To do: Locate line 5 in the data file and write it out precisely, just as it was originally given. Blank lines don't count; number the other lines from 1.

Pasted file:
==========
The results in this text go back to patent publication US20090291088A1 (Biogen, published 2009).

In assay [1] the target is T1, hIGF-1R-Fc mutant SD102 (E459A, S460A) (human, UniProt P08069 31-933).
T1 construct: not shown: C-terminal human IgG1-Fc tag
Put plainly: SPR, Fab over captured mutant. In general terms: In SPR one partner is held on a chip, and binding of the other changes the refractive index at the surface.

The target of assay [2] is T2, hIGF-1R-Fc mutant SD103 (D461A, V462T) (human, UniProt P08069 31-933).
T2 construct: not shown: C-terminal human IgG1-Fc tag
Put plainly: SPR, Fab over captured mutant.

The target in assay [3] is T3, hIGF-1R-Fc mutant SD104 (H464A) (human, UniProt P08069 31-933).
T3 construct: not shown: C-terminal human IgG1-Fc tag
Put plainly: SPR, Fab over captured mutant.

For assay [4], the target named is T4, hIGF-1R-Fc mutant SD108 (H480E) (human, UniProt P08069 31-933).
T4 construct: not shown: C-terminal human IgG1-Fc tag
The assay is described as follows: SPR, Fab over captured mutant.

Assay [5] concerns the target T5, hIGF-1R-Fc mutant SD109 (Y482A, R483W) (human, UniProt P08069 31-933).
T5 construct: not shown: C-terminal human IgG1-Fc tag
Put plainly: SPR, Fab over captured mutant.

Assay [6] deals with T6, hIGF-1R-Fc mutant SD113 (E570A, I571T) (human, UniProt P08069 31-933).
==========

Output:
The target of assay [2] is T2, hIGF-1R-Fc mutant SD103 (D461A, V462T) (human, UniProt P08069 31-933).